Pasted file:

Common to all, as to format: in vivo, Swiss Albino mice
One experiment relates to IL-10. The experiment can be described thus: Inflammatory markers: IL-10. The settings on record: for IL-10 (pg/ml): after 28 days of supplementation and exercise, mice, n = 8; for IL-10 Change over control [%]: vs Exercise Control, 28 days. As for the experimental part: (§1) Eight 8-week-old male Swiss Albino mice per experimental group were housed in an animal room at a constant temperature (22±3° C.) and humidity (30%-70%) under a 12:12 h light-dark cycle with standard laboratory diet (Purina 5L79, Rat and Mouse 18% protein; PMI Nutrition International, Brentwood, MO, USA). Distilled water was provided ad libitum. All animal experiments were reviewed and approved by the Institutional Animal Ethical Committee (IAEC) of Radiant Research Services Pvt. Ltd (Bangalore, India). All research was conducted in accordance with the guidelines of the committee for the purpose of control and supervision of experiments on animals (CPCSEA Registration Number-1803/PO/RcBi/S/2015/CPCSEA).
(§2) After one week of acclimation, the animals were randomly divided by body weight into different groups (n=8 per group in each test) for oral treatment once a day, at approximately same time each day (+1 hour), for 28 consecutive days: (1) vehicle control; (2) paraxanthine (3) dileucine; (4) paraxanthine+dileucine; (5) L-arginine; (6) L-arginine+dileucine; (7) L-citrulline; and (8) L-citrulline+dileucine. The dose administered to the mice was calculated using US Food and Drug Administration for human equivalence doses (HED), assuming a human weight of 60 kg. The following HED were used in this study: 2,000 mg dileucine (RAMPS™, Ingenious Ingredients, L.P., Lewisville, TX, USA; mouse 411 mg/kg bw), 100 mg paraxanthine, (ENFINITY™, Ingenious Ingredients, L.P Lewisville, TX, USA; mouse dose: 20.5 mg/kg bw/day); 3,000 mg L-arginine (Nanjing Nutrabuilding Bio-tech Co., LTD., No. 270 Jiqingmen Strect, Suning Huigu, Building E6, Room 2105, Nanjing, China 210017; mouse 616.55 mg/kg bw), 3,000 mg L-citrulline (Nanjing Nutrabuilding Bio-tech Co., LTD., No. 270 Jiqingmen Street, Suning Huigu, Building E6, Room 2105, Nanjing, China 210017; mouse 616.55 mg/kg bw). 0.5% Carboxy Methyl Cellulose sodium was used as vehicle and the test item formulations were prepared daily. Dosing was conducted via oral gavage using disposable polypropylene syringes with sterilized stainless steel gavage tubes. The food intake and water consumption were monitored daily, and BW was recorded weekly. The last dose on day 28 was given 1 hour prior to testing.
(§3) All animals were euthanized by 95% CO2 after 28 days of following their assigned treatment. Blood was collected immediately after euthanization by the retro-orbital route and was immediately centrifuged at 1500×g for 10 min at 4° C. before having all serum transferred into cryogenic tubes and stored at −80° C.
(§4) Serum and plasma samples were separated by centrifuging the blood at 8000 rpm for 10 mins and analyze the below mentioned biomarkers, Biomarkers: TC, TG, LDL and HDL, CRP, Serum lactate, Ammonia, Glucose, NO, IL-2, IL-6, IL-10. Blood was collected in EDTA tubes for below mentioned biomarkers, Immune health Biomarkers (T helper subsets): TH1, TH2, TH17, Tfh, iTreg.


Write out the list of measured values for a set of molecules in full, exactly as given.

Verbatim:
Common to all, as to format: in vivo, Swiss Albino mice
One experiment relates to IL-10. The experiment can be described thus: Inflammatory markers: IL-10. The settings on record: for IL-10 (pg/ml): after 28 days of supplementation and exercise, mice, n = 8; for IL-10 Change over control [%]: vs Exercise Control, 28 days. As for the experimental part: (§1) Eight 8-week-old male Swiss Albino mice per experimental group were housed in an animal room at a constant temperature (22±3° C.) and humidity (30%-70%) under a 12:12 h light-dark cycle with standard laboratory diet (Purina 5L79, Rat and Mouse 18% protein; PMI Nutrition International, Brentwood, MO, USA). Distilled water was provided ad libitum. All animal experiments were reviewed and approved by the Institutional Animal Ethical Committee (IAEC) of Radiant Research Services Pvt. Ltd (Bangalore, India). All research was conducted in accordance with the guidelines of the committee for the purpose of control and supervision of experiments on animals (CPCSEA Registration Number-1803/PO/RcBi/S/2015/CPCSEA).
(§2) After one week of acclimation, the animals were randomly divided by body weight into different groups (n=8 per group in each test) for oral treatment once a day, at approximately same time each day (+1 hour), for 28 consecutive days: (1) vehicle control; (2) paraxanthine (3) dileucine; (4) paraxanthine+dileucine; (5) L-arginine; (6) L-arginine+dileucine; (7) L-citrulline; and (8) L-citrulline+dileucine. The dose administered to the mice was calculated using US Food and Drug Administration for human equivalence doses (HED), assuming a human weight of 60 kg. The following HED were used in this study: 2,000 mg dileucine (RAMPS™, Ingenious Ingredients, L.P., Lewisville, TX, USA; mouse 411 mg/kg bw), 100 mg paraxanthine, (ENFINITY™, Ingenious Ingredients, L.P Lewisville, TX, USA; mouse dose: 20.5 mg/kg bw/day); 3,000 mg L-arginine (Nanjing Nutrabuilding Bio-tech Co., LTD., No. 270 Jiqingmen Strect, Suning Huigu, Building E6, Room 2105, Nanjing, China 210017; mouse 616.55 mg/kg bw), 3,000 mg L-citrulline (Nanjing Nutrabuilding Bio-tech Co., LTD., No. 270 Jiqingmen Street, Suning Huigu, Building E6, Room 2105, Nanjing, China 210017; mouse 616.55 mg/kg bw). 0.5% Carboxy Methyl Cellulose sodium was used as vehicle and the test item formulations were prepared daily. Dosing was conducted via oral gavage using disposable polypropylene syringes with sterilized stainless steel gavage tubes. The food intake and water consumption were monitored daily, and BW was recorded weekly. The last dose on day 28 was given 1 hour prior to testing.
(§3) All animals were euthanized by 95% CO2 after 28 days of following their assigned treatment. Blood was collected immediately after euthanization by the retro-orbital route and was immediately centrifuged at 1500×g for 10 min at 4° C. before having all serum transferred into cryogenic tubes and stored at −80° C.
(§4) Serum and plasma samples were separated by centrifuging the blood at 8000 rpm for 10 mins and analyze the below mentioned biomarkers, Biomarkers: TC, TG, LDL and HDL, CRP, Serum lactate, Ammonia, Glucose, NO, IL-2, IL-6, IL-10. Blood was collected in EDTA tubes for below mentioned biomarkers, Immune health Biomarkers (T helper subsets): TH1, TH2, TH17, Tfh, iTreg.